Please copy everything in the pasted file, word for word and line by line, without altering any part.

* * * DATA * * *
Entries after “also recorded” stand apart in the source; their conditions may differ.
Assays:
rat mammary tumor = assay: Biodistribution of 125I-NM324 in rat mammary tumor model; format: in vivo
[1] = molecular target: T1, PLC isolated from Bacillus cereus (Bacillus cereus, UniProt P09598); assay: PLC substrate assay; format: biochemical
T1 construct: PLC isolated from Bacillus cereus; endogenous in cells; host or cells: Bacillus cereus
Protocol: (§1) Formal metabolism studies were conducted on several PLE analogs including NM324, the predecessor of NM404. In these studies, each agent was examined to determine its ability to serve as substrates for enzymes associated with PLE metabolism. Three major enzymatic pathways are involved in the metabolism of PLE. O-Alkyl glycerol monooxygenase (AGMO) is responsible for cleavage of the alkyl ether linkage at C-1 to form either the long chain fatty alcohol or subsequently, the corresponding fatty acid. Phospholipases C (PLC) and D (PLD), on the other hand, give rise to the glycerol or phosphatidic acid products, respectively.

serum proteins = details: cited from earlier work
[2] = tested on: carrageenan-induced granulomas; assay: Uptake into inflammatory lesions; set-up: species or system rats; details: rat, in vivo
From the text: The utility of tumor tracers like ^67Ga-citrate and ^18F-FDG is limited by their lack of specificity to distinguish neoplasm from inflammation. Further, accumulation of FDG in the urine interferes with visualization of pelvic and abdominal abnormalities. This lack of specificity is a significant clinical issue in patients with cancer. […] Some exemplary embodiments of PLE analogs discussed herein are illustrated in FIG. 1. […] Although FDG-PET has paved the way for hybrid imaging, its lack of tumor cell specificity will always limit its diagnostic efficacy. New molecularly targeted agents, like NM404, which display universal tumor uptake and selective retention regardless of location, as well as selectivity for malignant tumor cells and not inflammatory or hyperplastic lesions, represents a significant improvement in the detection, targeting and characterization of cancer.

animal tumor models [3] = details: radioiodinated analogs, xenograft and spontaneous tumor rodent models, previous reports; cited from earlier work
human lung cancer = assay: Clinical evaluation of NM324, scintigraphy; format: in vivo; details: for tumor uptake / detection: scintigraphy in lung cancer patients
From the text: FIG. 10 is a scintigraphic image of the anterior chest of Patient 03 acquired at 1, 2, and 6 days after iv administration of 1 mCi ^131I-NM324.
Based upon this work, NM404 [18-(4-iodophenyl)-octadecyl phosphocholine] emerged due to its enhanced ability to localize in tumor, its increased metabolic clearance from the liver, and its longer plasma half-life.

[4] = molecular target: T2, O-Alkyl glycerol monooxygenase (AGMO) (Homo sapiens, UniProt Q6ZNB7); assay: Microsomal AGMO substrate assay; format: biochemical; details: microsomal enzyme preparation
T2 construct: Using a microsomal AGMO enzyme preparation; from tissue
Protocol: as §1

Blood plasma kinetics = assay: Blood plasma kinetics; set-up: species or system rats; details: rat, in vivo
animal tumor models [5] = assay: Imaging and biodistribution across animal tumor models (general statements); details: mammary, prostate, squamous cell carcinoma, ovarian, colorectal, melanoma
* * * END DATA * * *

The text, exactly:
Entries after “also recorded” stand apart in the source; their conditions may differ.
Assays:
rat mammary tumor = assay: Biodistribution of 125I-NM324 in rat mammary tumor model; format: in vivo
[1] = molecular target: T1, PLC isolated from Bacillus cereus (Bacillus cereus, UniProt P09598); assay: PLC substrate assay; format: biochemical
T1 construct: PLC isolated from Bacillus cereus; endogenous in cells; host or cells: Bacillus cereus
Protocol: (§1) Formal metabolism studies were conducted on several PLE analogs including NM324, the predecessor of NM404. In these studies, each agent was examined to determine its ability to serve as substrates for enzymes associated with PLE metabolism. Three major enzymatic pathways are involved in the metabolism of PLE. O-Alkyl glycerol monooxygenase (AGMO) is responsible for cleavage of the alkyl ether linkage at C-1 to form either the long chain fatty alcohol or subsequently, the corresponding fatty acid. Phospholipases C (PLC) and D (PLD), on the other hand, give rise to the glycerol or phosphatidic acid products, respectively.

serum proteins = details: cited from earlier work
[2] = tested on: carrageenan-induced granulomas; assay: Uptake into inflammatory lesions; set-up: species or system rats; details: rat, in vivo
From the text: The utility of tumor tracers like ^67Ga-citrate and ^18F-FDG is limited by their lack of specificity to distinguish neoplasm from inflammation. Further, accumulation of FDG in the urine interferes with visualization of pelvic and abdominal abnormalities. This lack of specificity is a significant clinical issue in patients with cancer. […] Some exemplary embodiments of PLE analogs discussed herein are illustrated in FIG. 1. […] Although FDG-PET has paved the way for hybrid imaging, its lack of tumor cell specificity will always limit its diagnostic efficacy. New molecularly targeted agents, like NM404, which display universal tumor uptake and selective retention regardless of location, as well as selectivity for malignant tumor cells and not inflammatory or hyperplastic lesions, represents a significant improvement in the detection, targeting and characterization of cancer.

animal tumor models [3] = details: radioiodinated analogs, xenograft and spontaneous tumor rodent models, previous reports; cited from earlier work
human lung cancer = assay: Clinical evaluation of NM324, scintigraphy; format: in vivo; details: for tumor uptake / detection: scintigraphy in lung cancer patients
From the text: FIG. 10 is a scintigraphic image of the anterior chest of Patient 03 acquired at 1, 2, and 6 days after iv administration of 1 mCi ^131I-NM324.
Based upon this work, NM404 [18-(4-iodophenyl)-octadecyl phosphocholine] emerged due to its enhanced ability to localize in tumor, its increased metabolic clearance from the liver, and its longer plasma half-life.

[4] = molecular target: T2, O-Alkyl glycerol monooxygenase (AGMO) (Homo sapiens, UniProt Q6ZNB7); assay: Microsomal AGMO substrate assay; format: biochemical; details: microsomal enzyme preparation
T2 construct: Using a microsomal AGMO enzyme preparation; from tissue
Protocol: as §1

Blood plasma kinetics = assay: Blood plasma kinetics; set-up: species or system rats; details: rat, in vivo
animal tumor models [5] = assay: Imaging and biodistribution across animal tumor models (general statements); details: mammary, prostate, squamous cell carcinoma, ovarian, colorectal, melanoma